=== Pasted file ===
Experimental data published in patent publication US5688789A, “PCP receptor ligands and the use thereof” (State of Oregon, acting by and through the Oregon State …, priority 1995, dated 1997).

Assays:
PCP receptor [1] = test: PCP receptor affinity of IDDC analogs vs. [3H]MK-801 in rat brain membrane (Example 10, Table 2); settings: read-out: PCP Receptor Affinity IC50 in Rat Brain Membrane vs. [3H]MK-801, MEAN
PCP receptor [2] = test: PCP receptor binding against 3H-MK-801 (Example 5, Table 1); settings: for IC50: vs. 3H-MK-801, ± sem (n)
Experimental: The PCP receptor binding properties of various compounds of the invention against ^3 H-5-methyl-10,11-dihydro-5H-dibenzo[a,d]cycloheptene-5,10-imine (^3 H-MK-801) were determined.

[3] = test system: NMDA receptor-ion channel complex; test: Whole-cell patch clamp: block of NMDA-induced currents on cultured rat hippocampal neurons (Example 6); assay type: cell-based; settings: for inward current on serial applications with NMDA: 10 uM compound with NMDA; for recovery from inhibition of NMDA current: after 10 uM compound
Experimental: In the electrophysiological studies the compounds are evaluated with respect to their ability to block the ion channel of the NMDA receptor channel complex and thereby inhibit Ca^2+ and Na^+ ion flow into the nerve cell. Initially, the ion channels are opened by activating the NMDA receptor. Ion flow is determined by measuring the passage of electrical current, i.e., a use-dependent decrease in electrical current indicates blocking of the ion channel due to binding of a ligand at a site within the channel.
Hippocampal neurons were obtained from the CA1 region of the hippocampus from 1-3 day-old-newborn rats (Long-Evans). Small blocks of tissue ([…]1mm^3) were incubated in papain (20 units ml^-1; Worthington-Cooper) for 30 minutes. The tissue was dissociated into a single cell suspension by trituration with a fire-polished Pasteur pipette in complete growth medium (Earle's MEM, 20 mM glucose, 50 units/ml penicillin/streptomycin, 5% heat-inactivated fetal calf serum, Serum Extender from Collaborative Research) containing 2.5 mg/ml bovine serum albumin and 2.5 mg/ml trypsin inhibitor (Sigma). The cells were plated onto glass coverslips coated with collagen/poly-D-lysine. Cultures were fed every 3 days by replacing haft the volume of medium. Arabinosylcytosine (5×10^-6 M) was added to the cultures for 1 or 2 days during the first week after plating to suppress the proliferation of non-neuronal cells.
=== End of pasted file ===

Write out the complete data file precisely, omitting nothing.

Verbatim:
Experimental data published in patent publication US5688789A, “PCP receptor ligands and the use thereof” (State of Oregon, acting by and through the Oregon State …, priority 1995, dated 1997).

Assays:
PCP receptor [1] = test: PCP receptor affinity of IDDC analogs vs. [3H]MK-801 in rat brain membrane (Example 10, Table 2); settings: read-out: PCP Receptor Affinity IC50 in Rat Brain Membrane vs. [3H]MK-801, MEAN
PCP receptor [2] = test: PCP receptor binding against 3H-MK-801 (Example 5, Table 1); settings: for IC50: vs. 3H-MK-801, ± sem (n)
Experimental: The PCP receptor binding properties of various compounds of the invention against ^3 H-5-methyl-10,11-dihydro-5H-dibenzo[a,d]cycloheptene-5,10-imine (^3 H-MK-801) were determined.

[3] = test system: NMDA receptor-ion channel complex; test: Whole-cell patch clamp: block of NMDA-induced currents on cultured rat hippocampal neurons (Example 6); assay type: cell-based; settings: for inward current on serial applications with NMDA: 10 uM compound with NMDA; for recovery from inhibition of NMDA current: after 10 uM compound
Experimental: In the electrophysiological studies the compounds are evaluated with respect to their ability to block the ion channel of the NMDA receptor channel complex and thereby inhibit Ca^2+ and Na^+ ion flow into the nerve cell. Initially, the ion channels are opened by activating the NMDA receptor. Ion flow is determined by measuring the passage of electrical current, i.e., a use-dependent decrease in electrical current indicates blocking of the ion channel due to binding of a ligand at a site within the channel.
Hippocampal neurons were obtained from the CA1 region of the hippocampus from 1-3 day-old-newborn rats (Long-Evans). Small blocks of tissue ([…]1mm^3) were incubated in papain (20 units ml^-1; Worthington-Cooper) for 30 minutes. The tissue was dissociated into a single cell suspension by trituration with a fire-polished Pasteur pipette in complete growth medium (Earle's MEM, 20 mM glucose, 50 units/ml penicillin/streptomycin, 5% heat-inactivated fetal calf serum, Serum Extender from Collaborative Research) containing 2.5 mg/ml bovine serum albumin and 2.5 mg/ml trypsin inhibitor (Sigma). The cells were plated onto glass coverslips coated with collagen/poly-D-lysine. Cultures were fed every 3 days by replacing haft the volume of medium. Arabinosylcytosine (5×10^-6 M) was added to the cultures for 1 or 2 days during the first week after plating to suppress the proliferation of non-neuronal cells.